boats - quotes and descriptions to inspire creative writing
Every boat on the ocean was as bright as the riot of new flowers adorning the hillside. They were so pretty that when the fleet set out to the rising sun we watched every bit as bewitched as a groom at the alter. As they bobbed onward to the fishing grounds, we sent out our prayer for safe return and only then did the day begin.
With sails that billowed in the autumnal wind, the boats sailed by. Each one was a white flag against the blue, as clean as the clouds above. Their hulls were all shades of fire, from burnt orange to crimson, and they broke the waves with a bobbing motion, white water cresting at the bows.
Those old harbour boats only drank the ocean, no wonder they were still thirsty - drinking in the brine until the boards warped dark and wavy. Always as we passed Erik would scamper over with that instant grin of his to feel the texture of that soft wood. Come summer time the boats would be lighter, more like the whitened planks that get left at high tide and left to bake in the sun - showing themselves for the skeletons they truly are.
The man called Garcia had a boat that had known the sea too long. It wheezed and spluttered out of the harbor, trailing a cloud of evil-smelling black smoke. Rust had rippled and then burst through every surface like some bad skin disease. The boat had no visible name. A few flags fluttered from a mast, but they were little more than rags, with any trace of their original color faded long ago.
The boats had sat there for time out of mind, listing and rusting. The hulls let in the water and the fish that swam in the broad estuary. Cory threw a pebble just to hear it clang before plopping into the water before turning and heading for home.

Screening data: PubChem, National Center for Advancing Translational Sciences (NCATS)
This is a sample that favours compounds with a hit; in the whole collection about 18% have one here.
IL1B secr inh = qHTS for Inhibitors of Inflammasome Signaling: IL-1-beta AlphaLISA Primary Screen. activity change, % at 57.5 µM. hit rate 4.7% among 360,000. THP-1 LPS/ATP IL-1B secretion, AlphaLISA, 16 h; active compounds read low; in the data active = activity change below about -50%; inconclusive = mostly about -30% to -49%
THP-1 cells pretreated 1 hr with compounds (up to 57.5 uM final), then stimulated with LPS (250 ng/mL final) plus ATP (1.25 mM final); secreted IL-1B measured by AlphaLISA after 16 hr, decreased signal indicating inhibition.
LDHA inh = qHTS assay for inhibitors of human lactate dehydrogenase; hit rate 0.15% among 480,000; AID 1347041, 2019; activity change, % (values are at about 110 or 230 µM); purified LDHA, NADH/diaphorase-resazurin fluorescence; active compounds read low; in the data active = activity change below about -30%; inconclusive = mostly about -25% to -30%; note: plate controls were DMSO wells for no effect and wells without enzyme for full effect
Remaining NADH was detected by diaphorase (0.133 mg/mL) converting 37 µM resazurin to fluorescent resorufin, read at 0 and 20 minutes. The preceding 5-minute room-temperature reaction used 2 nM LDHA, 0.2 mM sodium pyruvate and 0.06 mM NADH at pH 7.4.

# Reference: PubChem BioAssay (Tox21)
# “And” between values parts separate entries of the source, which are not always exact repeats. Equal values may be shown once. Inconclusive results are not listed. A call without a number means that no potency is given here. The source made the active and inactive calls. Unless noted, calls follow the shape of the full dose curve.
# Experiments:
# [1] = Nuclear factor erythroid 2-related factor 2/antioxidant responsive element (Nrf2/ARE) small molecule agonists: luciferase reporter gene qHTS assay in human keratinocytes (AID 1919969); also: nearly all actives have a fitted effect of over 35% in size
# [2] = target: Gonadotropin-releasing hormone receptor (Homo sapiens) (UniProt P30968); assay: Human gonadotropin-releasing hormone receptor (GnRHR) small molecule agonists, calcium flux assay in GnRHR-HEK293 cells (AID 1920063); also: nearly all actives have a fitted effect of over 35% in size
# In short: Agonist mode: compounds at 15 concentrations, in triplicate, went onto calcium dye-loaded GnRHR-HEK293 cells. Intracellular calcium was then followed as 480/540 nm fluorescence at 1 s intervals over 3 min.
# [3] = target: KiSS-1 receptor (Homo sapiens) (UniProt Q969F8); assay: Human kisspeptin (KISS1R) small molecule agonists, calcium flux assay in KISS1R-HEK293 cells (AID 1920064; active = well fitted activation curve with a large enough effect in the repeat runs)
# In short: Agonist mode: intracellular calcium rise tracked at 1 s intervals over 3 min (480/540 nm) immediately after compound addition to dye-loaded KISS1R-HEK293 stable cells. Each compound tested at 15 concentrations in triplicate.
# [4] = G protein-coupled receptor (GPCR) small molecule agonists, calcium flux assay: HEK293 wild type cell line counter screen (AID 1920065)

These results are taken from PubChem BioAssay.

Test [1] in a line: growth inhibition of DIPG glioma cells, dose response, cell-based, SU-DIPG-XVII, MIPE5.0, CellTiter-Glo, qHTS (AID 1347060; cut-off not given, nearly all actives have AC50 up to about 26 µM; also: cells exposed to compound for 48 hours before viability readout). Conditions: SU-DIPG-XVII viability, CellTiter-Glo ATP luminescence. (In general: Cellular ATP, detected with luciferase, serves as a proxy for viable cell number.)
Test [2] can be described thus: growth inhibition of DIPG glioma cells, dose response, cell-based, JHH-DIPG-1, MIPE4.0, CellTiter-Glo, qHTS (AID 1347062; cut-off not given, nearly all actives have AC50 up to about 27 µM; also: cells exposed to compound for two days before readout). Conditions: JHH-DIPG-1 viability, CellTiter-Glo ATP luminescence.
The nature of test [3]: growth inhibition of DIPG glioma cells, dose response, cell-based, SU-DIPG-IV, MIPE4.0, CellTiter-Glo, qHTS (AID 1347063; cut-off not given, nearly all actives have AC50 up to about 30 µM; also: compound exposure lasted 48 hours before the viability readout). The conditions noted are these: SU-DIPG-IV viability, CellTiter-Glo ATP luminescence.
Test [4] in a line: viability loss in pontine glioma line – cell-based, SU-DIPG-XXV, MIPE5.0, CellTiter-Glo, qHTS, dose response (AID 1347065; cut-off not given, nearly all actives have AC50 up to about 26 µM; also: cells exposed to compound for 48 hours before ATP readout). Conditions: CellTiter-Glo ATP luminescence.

The boats were scattered over the harbour like fall leaves in a pond. The colours were beautiful, random, bringing forth echoing memories from Emile's childhood spent on the shore. He rocked back on his worn heels, hands deep in his jeans as he cast weary eyes into the wintry onshore breeze. The boats bobbed on the waves, turning a little as they did in their chaotic dance. The fishermen were home long ago, as should he be; but he wasn't ready to cast this scene to memory just yet. He wanted it to be his present for a while longer, to fill his senses. The cold air brought salt to his lips, the cry of the gulls that wheeled overhead in their lazy arcs filled his ears and the pebbles shifted underfoot. No music could be finer for Emile, the symphony of colour, taste and sound could not be replicated on a CD or in a photograph. He would only move from the spot once the daylight robbed him of the scene, stealing the colours and replacing them only with charcoal.
It was one of the most beautiful boats he had ever seen, not the sleek white-and-fiberglass style of so many of the cruisers he had seen moored around Miami. This boat wasn't even modern. It was called Mayfair Lady and was an Edwardian classic motor yacht, eighty years old, like something out of a black-and-white film. The boat was more than a hundred feet long with a single funnel rising over the center. The main salon was at deck level, just behind the bridge. A sweeping line of fifteen or more portholes suggested cabins and dining rooms below. The boat was cream colored with natural wood trimmings, a wooden deck, brass lamps under the canopies. A tall slender mast rose up at the front with a radar, it's one visible connection with the twenty-first century...
Found in Alex Rider, Skeleton Key, authored by .
Fishing boat, barnacled hull, coiled rope, gaily painted, salt encrusted, bow breaking waves, towing nets, seagulls cry and swoop for fish.